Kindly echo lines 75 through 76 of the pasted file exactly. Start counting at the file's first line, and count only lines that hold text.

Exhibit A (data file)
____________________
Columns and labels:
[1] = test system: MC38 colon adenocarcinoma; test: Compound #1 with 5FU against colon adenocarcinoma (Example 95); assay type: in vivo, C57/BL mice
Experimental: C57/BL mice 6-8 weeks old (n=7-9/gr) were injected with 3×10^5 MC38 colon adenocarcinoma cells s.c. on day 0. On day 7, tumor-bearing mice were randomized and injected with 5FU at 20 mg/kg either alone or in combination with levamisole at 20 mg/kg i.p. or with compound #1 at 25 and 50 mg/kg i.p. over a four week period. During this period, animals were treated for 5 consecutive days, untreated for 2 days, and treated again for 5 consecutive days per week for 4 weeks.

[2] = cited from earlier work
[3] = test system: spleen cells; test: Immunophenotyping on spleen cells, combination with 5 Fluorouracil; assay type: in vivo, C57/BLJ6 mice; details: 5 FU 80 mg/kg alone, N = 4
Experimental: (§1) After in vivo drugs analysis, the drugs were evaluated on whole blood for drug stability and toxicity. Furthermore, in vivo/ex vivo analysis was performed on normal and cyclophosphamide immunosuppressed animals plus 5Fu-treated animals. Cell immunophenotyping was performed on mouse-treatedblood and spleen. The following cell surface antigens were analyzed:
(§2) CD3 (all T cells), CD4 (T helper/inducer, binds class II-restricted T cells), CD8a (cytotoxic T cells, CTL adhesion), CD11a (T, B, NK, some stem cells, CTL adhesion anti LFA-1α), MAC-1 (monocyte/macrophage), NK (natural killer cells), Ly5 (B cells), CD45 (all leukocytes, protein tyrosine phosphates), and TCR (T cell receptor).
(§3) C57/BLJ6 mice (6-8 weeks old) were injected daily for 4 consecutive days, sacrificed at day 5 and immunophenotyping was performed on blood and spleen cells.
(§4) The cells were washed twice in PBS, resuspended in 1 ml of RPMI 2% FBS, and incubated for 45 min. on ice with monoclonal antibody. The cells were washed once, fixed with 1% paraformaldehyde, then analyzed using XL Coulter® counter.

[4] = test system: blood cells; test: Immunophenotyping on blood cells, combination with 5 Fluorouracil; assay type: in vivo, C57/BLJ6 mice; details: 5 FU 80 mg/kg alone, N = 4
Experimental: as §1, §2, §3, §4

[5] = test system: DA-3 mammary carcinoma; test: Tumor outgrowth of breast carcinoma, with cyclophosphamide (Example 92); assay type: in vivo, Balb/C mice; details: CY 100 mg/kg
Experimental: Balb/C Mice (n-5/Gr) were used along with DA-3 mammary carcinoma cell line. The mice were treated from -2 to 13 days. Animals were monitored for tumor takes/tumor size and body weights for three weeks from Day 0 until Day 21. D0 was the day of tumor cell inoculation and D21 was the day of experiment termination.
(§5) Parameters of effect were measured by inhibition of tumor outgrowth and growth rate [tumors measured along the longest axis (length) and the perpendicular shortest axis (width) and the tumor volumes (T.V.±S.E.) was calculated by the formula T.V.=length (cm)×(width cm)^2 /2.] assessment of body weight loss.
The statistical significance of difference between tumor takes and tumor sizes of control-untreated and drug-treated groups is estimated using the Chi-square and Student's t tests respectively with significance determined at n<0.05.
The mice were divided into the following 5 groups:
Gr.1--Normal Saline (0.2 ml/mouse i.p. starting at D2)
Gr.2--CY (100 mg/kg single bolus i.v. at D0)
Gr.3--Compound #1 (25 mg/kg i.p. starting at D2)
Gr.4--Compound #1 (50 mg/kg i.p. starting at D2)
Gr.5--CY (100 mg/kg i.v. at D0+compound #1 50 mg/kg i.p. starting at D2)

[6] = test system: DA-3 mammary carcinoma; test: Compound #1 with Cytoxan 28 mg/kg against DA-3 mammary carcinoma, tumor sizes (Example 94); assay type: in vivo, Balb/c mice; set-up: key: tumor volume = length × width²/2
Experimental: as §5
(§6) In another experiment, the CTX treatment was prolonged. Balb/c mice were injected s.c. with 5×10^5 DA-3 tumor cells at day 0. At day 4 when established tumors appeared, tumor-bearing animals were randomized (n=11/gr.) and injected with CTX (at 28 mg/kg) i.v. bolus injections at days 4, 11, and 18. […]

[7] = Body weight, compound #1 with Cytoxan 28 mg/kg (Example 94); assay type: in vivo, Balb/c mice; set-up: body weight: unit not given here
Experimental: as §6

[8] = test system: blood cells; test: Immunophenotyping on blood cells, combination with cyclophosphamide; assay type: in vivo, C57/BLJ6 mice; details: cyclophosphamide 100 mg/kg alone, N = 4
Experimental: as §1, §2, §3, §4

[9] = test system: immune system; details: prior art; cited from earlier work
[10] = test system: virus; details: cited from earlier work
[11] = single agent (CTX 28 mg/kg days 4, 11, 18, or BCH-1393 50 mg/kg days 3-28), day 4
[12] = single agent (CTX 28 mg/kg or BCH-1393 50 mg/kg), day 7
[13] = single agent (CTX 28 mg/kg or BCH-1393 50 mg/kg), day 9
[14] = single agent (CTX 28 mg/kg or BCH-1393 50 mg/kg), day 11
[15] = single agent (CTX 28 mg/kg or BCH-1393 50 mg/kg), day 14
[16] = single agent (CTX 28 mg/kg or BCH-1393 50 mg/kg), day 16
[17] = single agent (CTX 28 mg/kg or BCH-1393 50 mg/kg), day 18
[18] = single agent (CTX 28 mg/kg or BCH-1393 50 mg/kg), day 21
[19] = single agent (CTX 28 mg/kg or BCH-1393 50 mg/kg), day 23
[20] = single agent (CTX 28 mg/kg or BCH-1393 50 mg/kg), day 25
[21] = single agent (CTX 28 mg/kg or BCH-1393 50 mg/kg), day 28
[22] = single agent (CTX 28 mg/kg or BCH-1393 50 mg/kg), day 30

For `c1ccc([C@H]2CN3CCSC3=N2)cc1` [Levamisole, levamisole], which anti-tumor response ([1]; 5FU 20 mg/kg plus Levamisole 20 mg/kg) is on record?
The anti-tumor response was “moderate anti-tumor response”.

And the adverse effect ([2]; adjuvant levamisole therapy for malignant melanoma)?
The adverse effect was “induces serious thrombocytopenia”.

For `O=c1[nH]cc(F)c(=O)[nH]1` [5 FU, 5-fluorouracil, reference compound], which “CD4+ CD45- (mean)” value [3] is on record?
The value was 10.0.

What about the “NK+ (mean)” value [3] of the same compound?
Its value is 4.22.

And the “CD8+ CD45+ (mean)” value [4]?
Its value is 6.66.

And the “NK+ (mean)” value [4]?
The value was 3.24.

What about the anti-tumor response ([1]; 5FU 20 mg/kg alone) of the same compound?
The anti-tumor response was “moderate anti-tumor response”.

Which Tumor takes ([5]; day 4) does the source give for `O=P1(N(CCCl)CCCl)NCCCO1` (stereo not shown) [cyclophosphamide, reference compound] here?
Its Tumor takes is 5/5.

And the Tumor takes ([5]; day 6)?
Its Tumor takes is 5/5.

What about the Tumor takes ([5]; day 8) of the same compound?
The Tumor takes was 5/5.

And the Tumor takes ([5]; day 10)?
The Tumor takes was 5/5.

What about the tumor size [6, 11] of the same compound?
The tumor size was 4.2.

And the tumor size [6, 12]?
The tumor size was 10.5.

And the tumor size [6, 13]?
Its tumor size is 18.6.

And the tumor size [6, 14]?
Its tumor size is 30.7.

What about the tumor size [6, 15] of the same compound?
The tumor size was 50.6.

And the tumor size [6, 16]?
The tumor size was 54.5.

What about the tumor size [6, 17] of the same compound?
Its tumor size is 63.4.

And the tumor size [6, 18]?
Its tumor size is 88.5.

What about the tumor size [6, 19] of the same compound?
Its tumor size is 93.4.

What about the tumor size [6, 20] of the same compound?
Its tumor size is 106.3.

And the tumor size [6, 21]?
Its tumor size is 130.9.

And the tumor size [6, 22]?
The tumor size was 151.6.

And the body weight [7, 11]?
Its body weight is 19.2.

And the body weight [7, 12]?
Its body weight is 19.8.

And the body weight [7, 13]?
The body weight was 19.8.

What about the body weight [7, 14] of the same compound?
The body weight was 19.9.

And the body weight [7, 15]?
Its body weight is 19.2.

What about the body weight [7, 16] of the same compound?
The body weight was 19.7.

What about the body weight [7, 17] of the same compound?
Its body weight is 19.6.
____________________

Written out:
And the tumor size [6, 16]?
The tumor size was 54.5.